This is an exhibition of art documentation photos—the digital traces that remain after an exhibition, the self-made archive—presented in place of art itself. But in Pics or it didn’t happen, the art “documented” does not exist. Various artists explore this conundrum and its ramifications, both in and outside of this exhibition, and the art world.

Rachel de Joode has a solo exhibition opening at Neumeister Bar-Am (Berlin) in February, and another at SWG3 (Glasgow) in June. She is the founder and art-director of Meta Magazine. Felix Kalmenson completed the residency at ZK/U Center for Art and Urbanistics (Berlin) in fall 2013. His solo exhibition HLS-F71, opened in January at The New Gallery (Calgary). Adriana Ramić received her BFA from the University of California (San Diego) in 2011. Her recent projects include Craigslist-Assisted Readymade at Stadium (New York) and Architects of Gamma Bad at Sunhoo Industrial Design Park (Fuyang, China). David Hanes received his BFA from the Ontario College of Art and Design University (Toronto) in 2013. His solo exhibition David Hanes: Aware, opens in April at Birch Contemporary (Toronto). Elliot Vredenburg is currently an MA candidate at the California Institute of the Arts (Los Angeles). He is a member of the Toronto collective Workparty, whose project The Little People was installed at Toronto City Hall for Nuit Blanche in fall 2013. Elle Kurancid exhibited in Reputations, a two-person show at Pari Nadimi Gallery in fall 2013. She will start an MA at Goldsmiths (London) in September. (I) organize an interdisciplinary lecture series called Small Talk (Toronto, 2012-3). (My) research interests include modernism, utopian politics/aesthetics, and rapid-prototyping technologies.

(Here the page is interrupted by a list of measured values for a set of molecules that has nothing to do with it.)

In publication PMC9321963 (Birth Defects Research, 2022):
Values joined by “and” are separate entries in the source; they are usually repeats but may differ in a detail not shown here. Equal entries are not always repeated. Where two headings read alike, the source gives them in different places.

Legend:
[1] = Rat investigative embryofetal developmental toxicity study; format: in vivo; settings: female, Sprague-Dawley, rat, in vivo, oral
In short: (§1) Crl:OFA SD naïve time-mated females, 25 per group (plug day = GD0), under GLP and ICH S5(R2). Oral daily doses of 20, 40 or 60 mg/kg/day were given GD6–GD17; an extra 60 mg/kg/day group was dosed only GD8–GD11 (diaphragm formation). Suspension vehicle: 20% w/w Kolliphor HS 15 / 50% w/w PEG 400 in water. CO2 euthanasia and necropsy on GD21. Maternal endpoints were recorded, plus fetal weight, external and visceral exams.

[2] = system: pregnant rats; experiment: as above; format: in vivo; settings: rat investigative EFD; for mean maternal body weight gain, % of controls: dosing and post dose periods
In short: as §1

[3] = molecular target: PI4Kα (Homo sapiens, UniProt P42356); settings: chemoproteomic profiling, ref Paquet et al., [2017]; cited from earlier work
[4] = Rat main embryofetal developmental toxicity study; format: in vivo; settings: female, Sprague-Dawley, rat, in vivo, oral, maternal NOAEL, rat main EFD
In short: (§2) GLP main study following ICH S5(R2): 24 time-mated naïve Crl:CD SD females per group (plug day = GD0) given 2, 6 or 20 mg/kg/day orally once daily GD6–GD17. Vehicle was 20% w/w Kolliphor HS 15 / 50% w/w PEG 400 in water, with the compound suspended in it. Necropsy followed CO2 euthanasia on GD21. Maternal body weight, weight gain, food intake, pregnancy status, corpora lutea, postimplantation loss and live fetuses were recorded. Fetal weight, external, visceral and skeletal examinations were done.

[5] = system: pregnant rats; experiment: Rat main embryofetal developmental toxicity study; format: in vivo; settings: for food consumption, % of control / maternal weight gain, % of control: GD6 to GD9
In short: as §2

Show runs Feb 6 to Mar 29.